I have met so many different photographers who have completely different preferences when it comes to focal lengths. Some will swear by their 50mm "normal prime" lens, and proclaimed that they can do everything with the 50mm. Many modern street photographers would go very wide, going 35mm or even as wide as 24mm on the street, getting close to their subject. Whichever your preference of focal length is, I also believe that it is very important as a photographer to be able to employ different focal lengths, and use them very effectively to produce good photographs. It would be prudent to be able to shoot wide angle, medium range (50mm) and subsequently tele-photo range (100mm or longer). Am I suggesting the photographers to buy more lenses, which would contradict my recommendation of not upgrading your gear? Not exactly. Most new photographers who bought into their first camera system would at least have two lenses, usually the standard kit lens and possibly another cheap prime (50mm) or a long tele-photo zoom lens. Even if you ONLY have the kit standard zoom lens, you still have varying focal length to play around with. A typical kit lens, say Canon or Nikon 18-55mm is roughly equivalent to 28mm to 85mm, and you already have a set of wide angle to medium tele-photo range at your disposal. Kit lenses are cheap !!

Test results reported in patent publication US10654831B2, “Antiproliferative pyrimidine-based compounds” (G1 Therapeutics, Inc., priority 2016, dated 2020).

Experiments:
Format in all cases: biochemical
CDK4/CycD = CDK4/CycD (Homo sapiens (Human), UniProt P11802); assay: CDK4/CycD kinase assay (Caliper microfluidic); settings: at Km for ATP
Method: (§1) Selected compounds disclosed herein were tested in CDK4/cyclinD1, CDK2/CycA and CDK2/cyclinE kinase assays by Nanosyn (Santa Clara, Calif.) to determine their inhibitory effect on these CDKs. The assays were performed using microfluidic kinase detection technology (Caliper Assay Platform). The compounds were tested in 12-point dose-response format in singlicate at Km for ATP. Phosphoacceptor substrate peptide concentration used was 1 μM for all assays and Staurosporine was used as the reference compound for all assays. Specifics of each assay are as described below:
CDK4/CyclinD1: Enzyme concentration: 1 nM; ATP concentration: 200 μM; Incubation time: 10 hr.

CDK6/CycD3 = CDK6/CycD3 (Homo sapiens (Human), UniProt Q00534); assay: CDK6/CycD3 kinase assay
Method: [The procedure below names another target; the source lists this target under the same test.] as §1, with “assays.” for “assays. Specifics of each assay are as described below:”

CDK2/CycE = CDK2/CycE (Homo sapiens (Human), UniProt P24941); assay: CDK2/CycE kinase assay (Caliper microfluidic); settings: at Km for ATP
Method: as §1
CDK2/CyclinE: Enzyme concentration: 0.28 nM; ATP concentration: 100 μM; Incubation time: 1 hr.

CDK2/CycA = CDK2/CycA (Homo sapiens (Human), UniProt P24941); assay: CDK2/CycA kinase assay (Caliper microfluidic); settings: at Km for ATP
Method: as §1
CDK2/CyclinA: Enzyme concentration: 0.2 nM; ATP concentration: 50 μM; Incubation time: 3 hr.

I acknowledge that it is up to the photographer's own shooting style and preference when he chose certain focal length for his shooting. As a learning photographer like myself, why not explore ALL the possibilities that your lenses have? Even just the mere, cheap, often neglected kit lens, you have 28mm, 50mm and 85mm to play with. You do not have the F1.4 bokeh and sharpness, but there are so much more to photography than bokeh and sharpness. Most kit lenses can already produce very decent (acceptably good) image quality to match the bundled camera body. Looking at different possibilities that one tiny lens can open up for your photography can be quite refreshing. I also often get complains from friends who bought an 50mm F1.4 lens as an upgrade, and finding that they do not quite know how to use the lens, and immediately dismissed the lens. Before you buy that 50mm lens, why not zoom in your kit lens all the way to the longest tele-photo range, and see if shooting at that focal length suits your shooting? If you find difficulties shooting at that focal length, then it is time to take that up as your next challenge: shoot with that focal length and find ways to improve it !!
Flower vendor who has sold out his flowers